6/3/2008: ROBERT BRUNING DIES
Australian producer and actor Robert Bruning, 79, died suddenly on Tuesday March
4 in Wellington, New Zealand.
Robert was a regular guest performer in such iconic Australian series as
Homicide, The Sullivans and A Country Practice, and had lead roles in the 1970s
series, The Long Arm and The Godfathers, which he produced for the Nine Network.
He had substantial roles in many films including the 1970 version of Ned Kelly
starring Mick Jagger, and Sunday Too Far Away. Most recently he was on-screen
narrator in Hunt Angels. He worked as a television scriptwriter and was a script
editor on six series, 13 movies for television and two features.
Robert’s production credits, on sitcoms and variety as well as drama, add up to
200 hours of television. He is credited as having produced Australia’s first
telemovie, Is There Anybody There, and went on to produce 21 more telemovies. He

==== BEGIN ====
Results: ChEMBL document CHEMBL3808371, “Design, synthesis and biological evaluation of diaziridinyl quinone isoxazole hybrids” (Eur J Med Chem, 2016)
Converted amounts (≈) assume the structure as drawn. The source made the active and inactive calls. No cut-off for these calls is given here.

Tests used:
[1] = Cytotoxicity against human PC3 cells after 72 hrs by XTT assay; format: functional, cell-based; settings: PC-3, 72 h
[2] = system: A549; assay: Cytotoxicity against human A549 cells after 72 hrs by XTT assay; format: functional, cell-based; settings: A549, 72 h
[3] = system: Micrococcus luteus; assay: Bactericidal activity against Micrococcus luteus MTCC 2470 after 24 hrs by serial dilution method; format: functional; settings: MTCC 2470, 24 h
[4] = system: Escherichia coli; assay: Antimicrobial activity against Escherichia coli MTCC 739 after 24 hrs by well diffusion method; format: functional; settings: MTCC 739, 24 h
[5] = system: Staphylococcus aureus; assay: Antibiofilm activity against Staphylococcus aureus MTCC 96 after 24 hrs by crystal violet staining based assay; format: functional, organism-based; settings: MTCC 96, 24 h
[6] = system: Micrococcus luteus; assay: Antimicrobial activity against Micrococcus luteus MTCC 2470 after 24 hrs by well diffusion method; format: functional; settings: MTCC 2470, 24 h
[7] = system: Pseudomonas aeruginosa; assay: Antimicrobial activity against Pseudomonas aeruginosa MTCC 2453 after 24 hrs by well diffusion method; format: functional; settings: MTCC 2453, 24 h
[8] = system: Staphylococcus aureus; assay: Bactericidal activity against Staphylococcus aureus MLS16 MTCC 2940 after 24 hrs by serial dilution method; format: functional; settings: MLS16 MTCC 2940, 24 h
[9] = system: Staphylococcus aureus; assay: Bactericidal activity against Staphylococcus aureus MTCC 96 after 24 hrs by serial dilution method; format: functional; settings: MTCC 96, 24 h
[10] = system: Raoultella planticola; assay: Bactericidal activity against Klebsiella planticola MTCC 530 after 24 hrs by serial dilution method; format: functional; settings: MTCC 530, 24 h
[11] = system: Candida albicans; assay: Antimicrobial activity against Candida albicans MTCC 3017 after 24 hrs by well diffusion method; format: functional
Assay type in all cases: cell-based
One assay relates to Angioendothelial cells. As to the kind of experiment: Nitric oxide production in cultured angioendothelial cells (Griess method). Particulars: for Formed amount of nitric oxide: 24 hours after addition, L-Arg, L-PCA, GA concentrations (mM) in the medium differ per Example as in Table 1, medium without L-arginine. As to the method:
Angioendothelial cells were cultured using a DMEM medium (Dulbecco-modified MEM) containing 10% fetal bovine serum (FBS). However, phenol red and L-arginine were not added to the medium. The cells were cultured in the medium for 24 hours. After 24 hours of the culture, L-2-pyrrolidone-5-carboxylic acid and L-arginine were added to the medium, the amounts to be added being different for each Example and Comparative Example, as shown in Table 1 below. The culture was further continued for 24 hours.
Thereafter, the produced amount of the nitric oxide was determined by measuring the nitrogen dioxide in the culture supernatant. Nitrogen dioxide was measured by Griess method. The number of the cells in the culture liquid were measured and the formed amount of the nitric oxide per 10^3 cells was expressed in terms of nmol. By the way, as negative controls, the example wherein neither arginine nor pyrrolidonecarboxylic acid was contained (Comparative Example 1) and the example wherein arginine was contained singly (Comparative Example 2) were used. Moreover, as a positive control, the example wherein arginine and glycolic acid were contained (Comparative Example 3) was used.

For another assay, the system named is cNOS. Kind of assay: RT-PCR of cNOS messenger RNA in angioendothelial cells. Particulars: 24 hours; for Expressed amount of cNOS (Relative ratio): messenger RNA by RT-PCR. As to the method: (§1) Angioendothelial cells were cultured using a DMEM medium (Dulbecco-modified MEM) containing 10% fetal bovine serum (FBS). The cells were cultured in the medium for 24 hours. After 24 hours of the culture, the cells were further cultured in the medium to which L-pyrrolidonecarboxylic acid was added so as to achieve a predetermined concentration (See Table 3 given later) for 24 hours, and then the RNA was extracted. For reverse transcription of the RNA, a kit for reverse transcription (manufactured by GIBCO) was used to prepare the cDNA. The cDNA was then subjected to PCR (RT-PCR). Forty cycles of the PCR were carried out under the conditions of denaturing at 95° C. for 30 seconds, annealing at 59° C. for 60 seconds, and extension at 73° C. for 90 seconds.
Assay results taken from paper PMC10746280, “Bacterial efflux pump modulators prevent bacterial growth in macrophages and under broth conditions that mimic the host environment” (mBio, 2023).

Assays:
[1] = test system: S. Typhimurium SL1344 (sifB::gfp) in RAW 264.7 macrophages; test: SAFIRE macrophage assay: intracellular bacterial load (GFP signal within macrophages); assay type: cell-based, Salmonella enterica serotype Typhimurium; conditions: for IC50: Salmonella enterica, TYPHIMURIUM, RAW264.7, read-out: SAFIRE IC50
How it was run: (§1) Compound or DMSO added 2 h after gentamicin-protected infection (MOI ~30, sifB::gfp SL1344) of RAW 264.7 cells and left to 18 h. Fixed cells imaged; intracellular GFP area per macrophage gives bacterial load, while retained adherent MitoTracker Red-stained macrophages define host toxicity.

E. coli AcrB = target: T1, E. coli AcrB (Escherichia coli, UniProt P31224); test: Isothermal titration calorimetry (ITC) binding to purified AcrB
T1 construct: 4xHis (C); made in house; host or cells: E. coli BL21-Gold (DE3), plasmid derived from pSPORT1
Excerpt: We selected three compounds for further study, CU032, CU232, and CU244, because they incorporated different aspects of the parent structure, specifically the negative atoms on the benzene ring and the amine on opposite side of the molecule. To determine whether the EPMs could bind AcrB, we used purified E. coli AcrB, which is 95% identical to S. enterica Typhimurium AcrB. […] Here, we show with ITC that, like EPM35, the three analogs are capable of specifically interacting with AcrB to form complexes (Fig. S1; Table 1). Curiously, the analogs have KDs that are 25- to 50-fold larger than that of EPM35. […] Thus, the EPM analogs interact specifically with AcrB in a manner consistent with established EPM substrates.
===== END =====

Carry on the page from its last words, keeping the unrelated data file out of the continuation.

was heavily involved in the development of the series Blue Heelers. Not
surprisingly, he has many awards to his name.
In his book Australian Film 1978-1994, Scott Murray said of The Settlement, the
one feature Robert produced: “... mostly this is a precise and true study of
character and a telling depiction of Australian society at less than its
He was a fiercely independent producer who better fitted the television
production culture run by entrepreneurial characters such as Reg Grundy and
Hector Crawford than today’s industry, in which government agencies and
television networks hold a lot of power. He was a very cultured man, who had
extensive knowledge of a great range of subjects and always had a book on the
Robert was born in Dongara in Western Australia and lived for most of his life
in Sydney. His first professional role was as Roo, one of the two cane cutters
at the heart of Ray Lawler’s iconic Australian play The Summer of the
Seventeenth Doll. He was immediately snapped up by the late June Cann on behalf
of International Casting Service (ICS). Previously he had worked as an amateur
actor in the New Theatre in Newtown.
Robert was in New Zealand to be with his wife, Anne Bruning, while she worked on
the feature film The Lovely Bones. He had been swimming at the time of his
death: he liked to say that exercise could kill you.
He is survived by Anne, their son Nick, and three daughters from his previous
marriages, Lucie, Sophie and Ariane.
“When I die,” he used to tell Anne, “I want you to have a party, tell some lies
and get drunk.”
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Robert Bruning - in Sunday Too Far Away with Jack Thompson